And when I talk of critical thinking, I most certainly do not mean negative commentary and “slagging off” just for the sake of pissing the people involved off. I mean genuine critique. Actually grounded in engagement with whatever piece of art we’ve consumed and not passively accepting everything we’re told about it but questioning, evaluating, making judgements, and finding connections. Shock horror, this might mean being open to other points of view and it certainly means not being blinded by our own biases, although inevitably there’ll be a lot of subjectivity.
There is a strange vibe around any comment, currently, that isn’t stressing how great everything will be in a tub-thumping way that the 2017 comms team would stamp their approval on. It’s a bit like the American attitude to patriotism, where anyone that dares to suggest that the “land of the free” might be anything but is metaphorically decapitated and has their head metaphorically thrust on a metaphorical stick for all to metaphorically point at and metaphorically mock***. But critical thinking, well, it opens up the debate. And that’s the point. But I’m sure these concerns are being addressed and that critical voices are being nurtured in some 2017 sausage machine somewhere by a big team of critical voice nurturers down High Street. Yes? Yes.
All that said, I’m not saying that my efforts to blog every day in 2017 – 365/2017, as I’m terming it, like some sad passive victim of Americanization – will add anything to the debate. I’ll probably just post a few pics and tell you how good it all was, and will probably succumb to bribes, gratis drinks and free tickets along the way and I’ll end up becoming the very thing I despise****.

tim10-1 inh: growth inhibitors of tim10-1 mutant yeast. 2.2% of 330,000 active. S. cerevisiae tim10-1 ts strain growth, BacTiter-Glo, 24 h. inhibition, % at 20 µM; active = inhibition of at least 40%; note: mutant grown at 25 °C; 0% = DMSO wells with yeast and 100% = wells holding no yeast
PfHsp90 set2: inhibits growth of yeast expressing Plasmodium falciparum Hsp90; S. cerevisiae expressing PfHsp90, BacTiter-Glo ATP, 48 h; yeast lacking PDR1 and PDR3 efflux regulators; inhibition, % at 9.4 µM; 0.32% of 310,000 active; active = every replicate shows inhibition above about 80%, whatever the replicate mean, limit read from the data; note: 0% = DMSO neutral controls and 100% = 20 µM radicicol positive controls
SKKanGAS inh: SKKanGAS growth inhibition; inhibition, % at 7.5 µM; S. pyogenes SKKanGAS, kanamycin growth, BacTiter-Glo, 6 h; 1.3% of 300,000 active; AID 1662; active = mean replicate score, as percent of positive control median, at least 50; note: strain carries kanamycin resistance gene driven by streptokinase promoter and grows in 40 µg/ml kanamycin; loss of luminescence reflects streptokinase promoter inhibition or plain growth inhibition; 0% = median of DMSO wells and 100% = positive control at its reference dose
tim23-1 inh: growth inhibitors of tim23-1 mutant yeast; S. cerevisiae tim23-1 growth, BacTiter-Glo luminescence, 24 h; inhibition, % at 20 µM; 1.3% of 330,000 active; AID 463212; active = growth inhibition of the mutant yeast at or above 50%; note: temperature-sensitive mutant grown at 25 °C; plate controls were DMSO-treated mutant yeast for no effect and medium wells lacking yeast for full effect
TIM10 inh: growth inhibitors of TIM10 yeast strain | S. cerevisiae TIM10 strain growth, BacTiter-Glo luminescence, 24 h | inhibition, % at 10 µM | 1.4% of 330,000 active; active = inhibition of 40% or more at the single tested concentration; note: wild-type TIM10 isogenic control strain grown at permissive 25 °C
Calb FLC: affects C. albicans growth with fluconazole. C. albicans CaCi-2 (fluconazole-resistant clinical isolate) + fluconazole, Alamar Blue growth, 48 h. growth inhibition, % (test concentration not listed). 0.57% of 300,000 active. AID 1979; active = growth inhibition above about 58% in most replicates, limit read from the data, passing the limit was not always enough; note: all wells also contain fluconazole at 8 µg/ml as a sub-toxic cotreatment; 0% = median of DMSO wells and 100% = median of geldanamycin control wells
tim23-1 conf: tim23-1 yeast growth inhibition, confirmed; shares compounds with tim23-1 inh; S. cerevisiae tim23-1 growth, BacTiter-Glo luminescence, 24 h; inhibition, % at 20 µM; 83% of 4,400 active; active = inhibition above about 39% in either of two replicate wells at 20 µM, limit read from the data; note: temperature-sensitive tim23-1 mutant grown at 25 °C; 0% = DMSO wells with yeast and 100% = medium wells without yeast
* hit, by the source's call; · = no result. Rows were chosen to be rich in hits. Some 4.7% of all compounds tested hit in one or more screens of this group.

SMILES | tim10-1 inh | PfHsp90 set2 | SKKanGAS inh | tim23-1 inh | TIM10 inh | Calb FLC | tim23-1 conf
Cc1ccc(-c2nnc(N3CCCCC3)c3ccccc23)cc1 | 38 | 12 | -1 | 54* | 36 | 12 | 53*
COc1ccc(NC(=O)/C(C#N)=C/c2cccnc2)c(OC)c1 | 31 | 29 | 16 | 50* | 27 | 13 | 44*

Nah, it’ll just be a record of a bloody good year. With all the laughter and tears that might bring. I want to be entertained, moved, surprised, shocked, stunned, find out more about myself, life, the universe and everything, hold hands at events with the people I love and for the city to get the leg up it rightfully deserves. And for it to make a long-lasting, life-enhancing difference to every single person in Hull. Even those “long-in-the-tooth cynics”***** that you find down every street. For, if one group or person feels marginalised by 2017, the year will have failed.
Bring on the party and be good, very good.
*Owt – anything.
**Curating – programming. ‘Curating’ is like the ‘amazing’ of the arts job title world.
***Sorry, overly-laboured metaphor.
****I won’t. Promise.
*****As written about by the Rev. Matt Woodcock in his great piece about our under-rated city for the Yorkshire Post here.
Notes to editors
Dave Windass thoroughly enjoys writing notes about himself in the third person at the foot of blog posts.
In 2017, he will be co-producing the twice-yearly Heads Up Festival, part of the Hull 2017 UK City of Culture programme and produced in conjunction with Battersea Arts Centre, brought to the city by Ensemble 52 since 2013.
He also works for First Story, currently working, as part of 2017’s No Limits programme, with five secondary schools in Hull. First Story changes lives through writing. We believe that writing can transform lives, and that there is dignity and power in every young person’s story. First Story brings talented, professional writers into secondary schools to work with teachers and students to foster creativity and communication skills. In 2017, First Story will be holding three large events in Hull; a Regional Writing Event at The Deep, the Young Writers’ Festival at the University of Hull and the launch, on June 21, of National Writing Day.
For 2017, he was one of two consultants on a Hull City of Culture map that was put together during the bid process and subsequently circulated far and wide. Some of his ideas were in the 2017 bid document that bagged the prize. He’s contributed a few strap lines that may, or may not, be on banners and posters around the city. He wrote some elements of the training for Hull’s 4,000 incredibly smiley and quite brilliant 2017 volunteers.
Other than that, he is not involved in the 2017 programme of work at all, unless there’s a last-minute call. Partly, and mainly, this is his fault. But it is also, to a lesser extent, the fault of the people that told him to be patient and wait and that they would let him know when he could have a chat about what he wanted to do. Unfortunately, they left it too late. C’est la vie. Nana korobi ya oki.